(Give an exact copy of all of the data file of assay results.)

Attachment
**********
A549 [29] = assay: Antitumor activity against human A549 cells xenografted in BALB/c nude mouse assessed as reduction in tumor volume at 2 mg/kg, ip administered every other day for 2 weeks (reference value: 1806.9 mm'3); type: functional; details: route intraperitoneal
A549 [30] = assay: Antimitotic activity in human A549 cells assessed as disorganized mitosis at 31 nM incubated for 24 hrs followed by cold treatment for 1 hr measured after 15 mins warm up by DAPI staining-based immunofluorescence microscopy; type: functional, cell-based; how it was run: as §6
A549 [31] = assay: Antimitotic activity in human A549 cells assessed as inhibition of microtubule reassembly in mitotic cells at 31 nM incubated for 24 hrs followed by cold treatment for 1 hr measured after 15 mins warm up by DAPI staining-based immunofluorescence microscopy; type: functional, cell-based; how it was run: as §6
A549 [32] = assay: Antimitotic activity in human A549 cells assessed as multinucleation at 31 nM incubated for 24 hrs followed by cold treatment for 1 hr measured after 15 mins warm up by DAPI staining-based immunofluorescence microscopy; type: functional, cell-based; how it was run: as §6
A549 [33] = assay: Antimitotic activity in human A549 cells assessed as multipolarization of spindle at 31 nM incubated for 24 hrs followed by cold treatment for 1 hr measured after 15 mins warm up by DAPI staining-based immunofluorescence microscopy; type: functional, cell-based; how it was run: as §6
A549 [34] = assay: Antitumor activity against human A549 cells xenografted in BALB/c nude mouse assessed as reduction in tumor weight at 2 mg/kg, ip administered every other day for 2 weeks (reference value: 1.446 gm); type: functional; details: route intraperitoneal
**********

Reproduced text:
A549 [29] = assay: Antitumor activity against human A549 cells xenografted in BALB/c nude mouse assessed as reduction in tumor volume at 2 mg/kg, ip administered every other day for 2 weeks (reference value: 1806.9 mm'3); type: functional; details: route intraperitoneal
A549 [30] = assay: Antimitotic activity in human A549 cells assessed as disorganized mitosis at 31 nM incubated for 24 hrs followed by cold treatment for 1 hr measured after 15 mins warm up by DAPI staining-based immunofluorescence microscopy; type: functional, cell-based; how it was run: as §6
A549 [31] = assay: Antimitotic activity in human A549 cells assessed as inhibition of microtubule reassembly in mitotic cells at 31 nM incubated for 24 hrs followed by cold treatment for 1 hr measured after 15 mins warm up by DAPI staining-based immunofluorescence microscopy; type: functional, cell-based; how it was run: as §6
A549 [32] = assay: Antimitotic activity in human A549 cells assessed as multinucleation at 31 nM incubated for 24 hrs followed by cold treatment for 1 hr measured after 15 mins warm up by DAPI staining-based immunofluorescence microscopy; type: functional, cell-based; how it was run: as §6
A549 [33] = assay: Antimitotic activity in human A549 cells assessed as multipolarization of spindle at 31 nM incubated for 24 hrs followed by cold treatment for 1 hr measured after 15 mins warm up by DAPI staining-based immunofluorescence microscopy; type: functional, cell-based; how it was run: as §6
A549 [34] = assay: Antitumor activity against human A549 cells xenografted in BALB/c nude mouse assessed as reduction in tumor weight at 2 mg/kg, ip administered every other day for 2 weeks (reference value: 1.446 gm); type: functional; details: route intraperitoneal